It was love at first sight. They met on a street corner one blustery afternoon when her hat was blown off and landed at his feet. The young Catholic Belfast girl and the dashing Protestant Brit were destined to be together – that's what Alan Reed told Mary Ann Ward when they were both teenagers.

Alan was sent over to Northern Ireland from London during World War II. Mary Ann and her family had overcome the snobbery of being a Catholic family in a Protestant area. But then tragedy strikes the Ward family and they are forced to leave their fine house in the town and move to Mrs Ward's family's ramshackle farmhouse in Monaghan. Will Mary Ann and Alan's love survive this set-back?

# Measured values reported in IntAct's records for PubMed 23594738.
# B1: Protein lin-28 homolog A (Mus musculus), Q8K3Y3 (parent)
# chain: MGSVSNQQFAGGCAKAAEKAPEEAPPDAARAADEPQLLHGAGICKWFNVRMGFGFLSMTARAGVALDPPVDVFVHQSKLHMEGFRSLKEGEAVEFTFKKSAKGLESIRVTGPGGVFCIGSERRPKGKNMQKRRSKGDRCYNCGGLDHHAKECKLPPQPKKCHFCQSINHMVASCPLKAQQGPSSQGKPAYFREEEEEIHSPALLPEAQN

Told in flash-back form Monica Tracey's debut novel is a wonderful look at life in Northern Ireland from the 1940s onwards. 'Unweaving the Thread' focuses, not on the Troubles in Northern Ireland, but on one girl's childhood in the province and her troubled growth into adulthood. Through the eyes of a growing child it looks at the familiarities and closeness of family life and the tragedies that beset the Ward family. Tracey manages to get the humour/tragedy balance just right – the funny bits are funny, the tragedy is tear-jerking. A stunning debut.

Joanne Ahern